“I give myself very good advice but I rarely take it.” –Alice in Wonderland
“Insanity is doing the same thing over and over and expecting different results.” – Albert Einstein or Benjamin Franklin or someone else, but I’m not going to debate it here
I try very hard to make myself do new and different things but quite honestly, I usually like my rut. Other times not so much.
Over and over in this blog, I’ve written about how doing something different has helped me live and write more creatively—collaborate, draw, experiment with recipes. But usually I end up going back to the old ways, habits and things because they are the most comfortable—they have the worn-in buttprint right where it should be in the cushion.
I think I’ve learned a valuable lesson—a writing lesson but one which, it has become abundantly clear in the last months, also needs to be applied to my every day living.
Here’s the story: I had a poem published! This is exciting news because I’m not a poet. I don’t read poetry, I rarely enjoy it, I suffered through it as part of my English major in college, I avoided it by becoming a journalist. I have never written poetry for fun or profit in my entire life. The only poems I’ve written were the ones they made me write in school. And yes, I am a very, very bad poet.
So when Alimentum, the journal of “the literature of food,” announced its Menupoem contest to celebrate April’s National Poetry Month, I was just as surprised as anyone when the idea of writing a poem suddenly excited me. Menupoems started in the journal with poets writing poems based on a restaurant’s menu (really!) but have evolved to be poetic writing about cooking and eating. They are limited to just 12 lines.
I had a particular event in mind that I knew I couldn’t do justice with an article or short story but I did want to honor it in some way, and I thought a poem could be the way to do it.
So I wrote it. It actually wrote itself, quite quickly. The language, inferences, rhythms and clever ways of expressing meaning without using words, all came naturally when I just tried to write down the experience. So I figured it wasn’t very good—and not being a poetry scholar, I was not a good judge. I submitted it anyway because I would never have to hear the editors’ derisive laughter when they read it.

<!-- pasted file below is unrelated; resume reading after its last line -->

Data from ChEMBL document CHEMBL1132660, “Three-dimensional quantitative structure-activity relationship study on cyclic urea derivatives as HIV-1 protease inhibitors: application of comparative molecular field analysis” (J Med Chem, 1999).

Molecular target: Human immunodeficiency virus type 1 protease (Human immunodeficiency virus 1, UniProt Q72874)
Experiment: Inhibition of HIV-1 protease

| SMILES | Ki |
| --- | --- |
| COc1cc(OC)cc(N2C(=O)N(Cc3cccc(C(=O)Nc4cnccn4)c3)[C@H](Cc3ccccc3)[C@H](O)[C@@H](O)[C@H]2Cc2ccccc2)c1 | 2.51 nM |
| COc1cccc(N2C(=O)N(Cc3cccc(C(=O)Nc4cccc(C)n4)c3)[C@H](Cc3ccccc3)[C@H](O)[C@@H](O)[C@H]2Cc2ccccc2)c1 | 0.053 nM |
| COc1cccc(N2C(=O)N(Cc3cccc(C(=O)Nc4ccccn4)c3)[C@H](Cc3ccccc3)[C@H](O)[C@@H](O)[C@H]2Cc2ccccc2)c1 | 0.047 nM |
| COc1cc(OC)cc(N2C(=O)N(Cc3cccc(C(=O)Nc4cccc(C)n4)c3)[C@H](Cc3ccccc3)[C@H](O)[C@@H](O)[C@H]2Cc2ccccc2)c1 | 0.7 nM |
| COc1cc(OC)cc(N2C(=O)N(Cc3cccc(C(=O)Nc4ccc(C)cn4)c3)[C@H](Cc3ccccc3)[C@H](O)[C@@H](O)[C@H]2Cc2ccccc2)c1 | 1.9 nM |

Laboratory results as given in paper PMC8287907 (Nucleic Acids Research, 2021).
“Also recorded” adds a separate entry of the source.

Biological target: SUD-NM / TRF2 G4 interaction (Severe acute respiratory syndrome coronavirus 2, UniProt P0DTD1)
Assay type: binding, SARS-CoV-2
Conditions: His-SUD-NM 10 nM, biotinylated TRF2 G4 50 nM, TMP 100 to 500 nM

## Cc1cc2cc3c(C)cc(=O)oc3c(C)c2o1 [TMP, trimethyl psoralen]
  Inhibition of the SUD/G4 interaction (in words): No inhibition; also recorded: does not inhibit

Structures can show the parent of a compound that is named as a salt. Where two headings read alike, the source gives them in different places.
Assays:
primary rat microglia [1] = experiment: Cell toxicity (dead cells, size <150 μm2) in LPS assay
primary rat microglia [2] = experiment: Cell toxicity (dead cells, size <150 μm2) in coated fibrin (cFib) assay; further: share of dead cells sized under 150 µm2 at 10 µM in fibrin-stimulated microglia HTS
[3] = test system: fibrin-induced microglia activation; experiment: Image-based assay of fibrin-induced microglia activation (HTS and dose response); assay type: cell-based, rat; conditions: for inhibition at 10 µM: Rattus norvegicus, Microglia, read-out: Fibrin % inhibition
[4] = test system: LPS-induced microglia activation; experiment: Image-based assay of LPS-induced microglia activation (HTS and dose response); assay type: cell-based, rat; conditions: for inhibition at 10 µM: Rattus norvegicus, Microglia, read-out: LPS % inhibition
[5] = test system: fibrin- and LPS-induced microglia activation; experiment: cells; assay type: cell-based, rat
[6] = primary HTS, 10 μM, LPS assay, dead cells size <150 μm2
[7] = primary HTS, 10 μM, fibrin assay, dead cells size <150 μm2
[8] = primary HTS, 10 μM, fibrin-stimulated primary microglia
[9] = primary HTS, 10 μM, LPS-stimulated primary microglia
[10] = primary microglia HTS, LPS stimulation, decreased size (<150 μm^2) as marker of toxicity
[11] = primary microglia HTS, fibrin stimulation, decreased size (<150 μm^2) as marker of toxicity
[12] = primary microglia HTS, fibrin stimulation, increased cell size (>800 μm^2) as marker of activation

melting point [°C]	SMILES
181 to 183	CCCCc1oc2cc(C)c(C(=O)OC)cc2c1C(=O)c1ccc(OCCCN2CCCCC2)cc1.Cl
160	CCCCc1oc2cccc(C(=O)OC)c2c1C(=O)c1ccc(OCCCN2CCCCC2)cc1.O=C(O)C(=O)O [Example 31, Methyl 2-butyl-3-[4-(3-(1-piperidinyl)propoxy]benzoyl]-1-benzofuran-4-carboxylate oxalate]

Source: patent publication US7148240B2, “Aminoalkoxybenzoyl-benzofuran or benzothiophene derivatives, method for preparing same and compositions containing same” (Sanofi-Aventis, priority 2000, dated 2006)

And it was chosen for publication!
So the poem ran and I told approximately three people. As excited as I was that the first poem I had written as an adult was actually deemed worthy to appear in Alimentum, for many more reasons that I don’t want to discuss here, I didn’t want to publicize the poem. It would probably just bring about lots of questions from people I know about when, where, and who was involved in the cooking lesson described, and it wasn’t the time to discuss it.
But now the time is right.
So here is the poem; you may think it sucks, but a worthy literary journal thinks it’s pretty good.
Learning to Make Mushroom Risotto
Plump round grains, first hard and taut,
Smooth firm mushrooms, then tender soft,
Sizzling bubbling fusing together.
You teach. I stir. We melt.
Feed me the first perfect mouthful:
All at once salty beefy hot
Bursting soft and earthy.
Aromas curl around us. I curl around you.
Two days later, alone,
Separate again with leftovers:
I will never lose that taste from my tongue.
So. The point is, if I hadn’t broken out of my usual writing patterns and tried to write a poem, it never would have been published. The poem is posted in several prominent locales at home and work to remind me of that. Doing something different can really make the difference.
And that’s why I need to start doing things differently in my personal life. But that’s ANOTHER blog post…